November 2017 – Ginger

Ginger Fresh Raw Root Healthy Ingredient Spice
Ginger has long been known for its health benefits, most prominently in treating nausea – but that’s not all it’s good for. In Chinese Medicine it is considered warming, of pungent taste and directed to treat the Lung, Spleen and Stomach. Ginger is a staple in my household! My boyfriend is a ginger fanatic and whether I like it or not, ginger finds its way into some dish we’re cooking up. Ginger can be consumed raw in food, as a tea, tincture or dried powder. Here are some of its health benefits:
1. Nausea/motion sickness – General nausea, or nausea associated with undergoing chemotherapy treatments. Best when taken as a tea. For motion sickness, sometimes you don’t have access to sipping tea so carry around some ginger crystals to pop when in a bind and in need of a quick fix.
2. Quells morning sickness associated with pregnancy – Best taken as a tea, but if you find you still can’t stomach smelling or sipping the tea, try the ginger crystals.
3. Ease menstrual cramps/PMS – Use as a tea or tincture or take a bath with dried ginger in it in the days leading up to your period. Ginger helps to increase blood flow therefore reducing pain associated with menstrual cramping. It can also help with other aches and pains associated with PMS such as low back pain and breast tenderness.
Pepper Ginger Health The Root Of The Cooking
4. Treat the common cold and cough – In Chinese medicine the five main organs (Heart, Liver, Kidney, Lung, Spleen) all have a certain taste attributed to it. The taste of the lung is pungent. In this way, the pungent quality of ginger can disperse the cold pathogen in the body, particularly in the lung. Dried ginger is best in this instance as it is more warming especially when you are trying to treat a cold. Use dried ginger in tea form, or cooked into food.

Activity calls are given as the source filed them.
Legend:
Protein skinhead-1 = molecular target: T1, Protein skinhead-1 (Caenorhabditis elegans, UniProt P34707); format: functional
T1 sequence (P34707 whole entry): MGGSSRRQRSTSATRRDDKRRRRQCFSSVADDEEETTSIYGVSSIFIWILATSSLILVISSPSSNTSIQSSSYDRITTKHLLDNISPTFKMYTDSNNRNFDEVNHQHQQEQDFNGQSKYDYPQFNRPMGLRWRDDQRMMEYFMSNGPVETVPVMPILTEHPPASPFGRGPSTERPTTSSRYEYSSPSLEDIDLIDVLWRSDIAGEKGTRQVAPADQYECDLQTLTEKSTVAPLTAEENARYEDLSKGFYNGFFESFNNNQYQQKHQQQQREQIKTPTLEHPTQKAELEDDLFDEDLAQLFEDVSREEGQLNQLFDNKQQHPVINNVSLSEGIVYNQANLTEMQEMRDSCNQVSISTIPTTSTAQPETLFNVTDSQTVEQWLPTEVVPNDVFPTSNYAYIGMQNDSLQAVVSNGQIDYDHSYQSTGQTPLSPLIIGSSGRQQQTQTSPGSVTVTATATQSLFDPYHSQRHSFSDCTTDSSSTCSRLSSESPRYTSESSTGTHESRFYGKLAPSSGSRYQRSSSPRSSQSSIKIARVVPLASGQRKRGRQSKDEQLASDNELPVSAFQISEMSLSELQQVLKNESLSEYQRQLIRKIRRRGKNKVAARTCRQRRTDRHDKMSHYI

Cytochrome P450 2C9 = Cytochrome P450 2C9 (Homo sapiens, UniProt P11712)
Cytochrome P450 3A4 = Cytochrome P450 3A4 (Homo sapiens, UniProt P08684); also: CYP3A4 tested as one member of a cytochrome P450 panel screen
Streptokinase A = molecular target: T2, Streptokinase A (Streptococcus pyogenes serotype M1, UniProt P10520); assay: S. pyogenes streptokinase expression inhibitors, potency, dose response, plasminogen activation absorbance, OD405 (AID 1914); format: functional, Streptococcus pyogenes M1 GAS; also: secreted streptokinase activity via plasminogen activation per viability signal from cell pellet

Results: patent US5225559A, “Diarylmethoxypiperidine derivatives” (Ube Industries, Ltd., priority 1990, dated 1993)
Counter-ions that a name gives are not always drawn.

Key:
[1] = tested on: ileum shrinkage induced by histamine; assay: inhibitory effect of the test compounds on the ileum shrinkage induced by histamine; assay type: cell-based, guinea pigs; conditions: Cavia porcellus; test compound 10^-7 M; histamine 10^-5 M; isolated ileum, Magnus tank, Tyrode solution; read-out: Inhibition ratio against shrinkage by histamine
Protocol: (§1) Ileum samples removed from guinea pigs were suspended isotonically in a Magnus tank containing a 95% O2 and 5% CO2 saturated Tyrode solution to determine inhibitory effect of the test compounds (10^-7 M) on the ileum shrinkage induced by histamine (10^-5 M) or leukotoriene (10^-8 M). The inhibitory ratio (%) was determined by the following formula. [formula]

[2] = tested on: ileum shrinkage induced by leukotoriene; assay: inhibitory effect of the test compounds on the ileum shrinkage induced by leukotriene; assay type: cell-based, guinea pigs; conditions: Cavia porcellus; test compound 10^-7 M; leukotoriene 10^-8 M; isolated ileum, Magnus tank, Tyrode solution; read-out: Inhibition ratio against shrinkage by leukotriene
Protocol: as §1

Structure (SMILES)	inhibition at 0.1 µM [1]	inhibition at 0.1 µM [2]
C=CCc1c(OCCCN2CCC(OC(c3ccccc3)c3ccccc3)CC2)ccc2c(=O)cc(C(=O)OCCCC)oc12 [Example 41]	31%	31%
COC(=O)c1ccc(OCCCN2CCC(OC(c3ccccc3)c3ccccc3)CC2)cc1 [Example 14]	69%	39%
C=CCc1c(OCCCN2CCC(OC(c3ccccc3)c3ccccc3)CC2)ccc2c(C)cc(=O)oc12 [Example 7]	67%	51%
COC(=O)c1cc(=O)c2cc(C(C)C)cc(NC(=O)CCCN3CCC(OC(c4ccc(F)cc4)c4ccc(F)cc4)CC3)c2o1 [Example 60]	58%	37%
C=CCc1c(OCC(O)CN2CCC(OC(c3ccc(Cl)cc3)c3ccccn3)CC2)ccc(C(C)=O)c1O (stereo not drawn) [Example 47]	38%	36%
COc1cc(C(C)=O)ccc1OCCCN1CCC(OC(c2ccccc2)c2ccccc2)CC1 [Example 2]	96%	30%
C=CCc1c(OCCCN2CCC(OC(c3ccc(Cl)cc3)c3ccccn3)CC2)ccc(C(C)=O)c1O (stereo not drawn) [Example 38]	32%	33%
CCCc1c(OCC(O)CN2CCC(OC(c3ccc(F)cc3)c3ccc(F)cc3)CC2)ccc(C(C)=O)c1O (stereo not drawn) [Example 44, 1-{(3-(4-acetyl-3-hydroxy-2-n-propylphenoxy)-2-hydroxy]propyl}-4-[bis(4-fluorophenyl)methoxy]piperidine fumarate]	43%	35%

5. Ease stomach ache/abdominal pain – Ditch the ginger ale in the soda aisle and opt for ginger tea instead. Ginger ale doesn’t contain nearly as much ginger as you think it does and is mostly made up of sugar. If you really don’t want tea and you’re craving some bubbles, then give the real ginger beer (non-alcoholic) a try. You’ll spend more but the pungent taste of the real ginger will satisfy that bubbly feeling some people crave when they have an upset stomach. Plus, you may find you won’t go back to the “other ginger ale.”
6. Treats diarrhea – In Chinese medicine, consumption of too much raw food can lead to loose stools and so dried ginger is best to use in this case. Rice is binding, especially in cases of diarrhea so a congee made with rice and dried ginger can be used.
7. Flatulence – When used raw in cooking, ginger can help to relieve excess gas in the body by gently pushing it downwards. There’s nothing more uncomfortable then sitting in a restaurant at a dinner party with a belly full of gas. Order something with fresh ginger!

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8. Arthritic pain – If you’re the kind of person whose arthritic pain is exacerbated once the cold weather hits then ginger could be beneficial in increasing circulation and reducing pain. Cold constricts, so when your blood vessels are constricted say, in your legs, you are not getting enough blood flow – hence, pain is created. It’s most effective incorporating dried ginger into your food, or drinking ginger tea daily. This will prevent future episodes of pain.
9. Antidote for seafood poisoning – It is no coincidence that sushi is served with raw sliced ginger or that many Asian fish dishes are made with fresh ginger. In Chinese Medicine, sushi is cold in nature (yin) and ginger is warm in nature (yang) and so it is also balancing as a dish.
10. Hair loss – Grating fresh ginger and gently massaging into the scalp is said to stimulate hair growth. You can do this using ginger alone, or a neutral carrier oil such as sesame oil.

 

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